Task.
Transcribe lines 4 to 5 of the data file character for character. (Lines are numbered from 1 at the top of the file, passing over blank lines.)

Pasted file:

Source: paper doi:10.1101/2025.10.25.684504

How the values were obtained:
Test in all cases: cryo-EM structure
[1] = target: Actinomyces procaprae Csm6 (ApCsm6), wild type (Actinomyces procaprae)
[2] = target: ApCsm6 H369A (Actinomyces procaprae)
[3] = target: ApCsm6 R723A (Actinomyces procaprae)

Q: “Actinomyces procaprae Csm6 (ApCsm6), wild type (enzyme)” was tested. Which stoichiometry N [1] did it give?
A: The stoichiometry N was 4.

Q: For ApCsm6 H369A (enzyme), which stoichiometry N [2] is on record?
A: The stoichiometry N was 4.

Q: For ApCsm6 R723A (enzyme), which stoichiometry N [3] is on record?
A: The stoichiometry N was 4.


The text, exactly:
[1] = target: Actinomyces procaprae Csm6 (ApCsm6), wild type (Actinomyces procaprae)
[2] = target: ApCsm6 H369A (Actinomyces procaprae)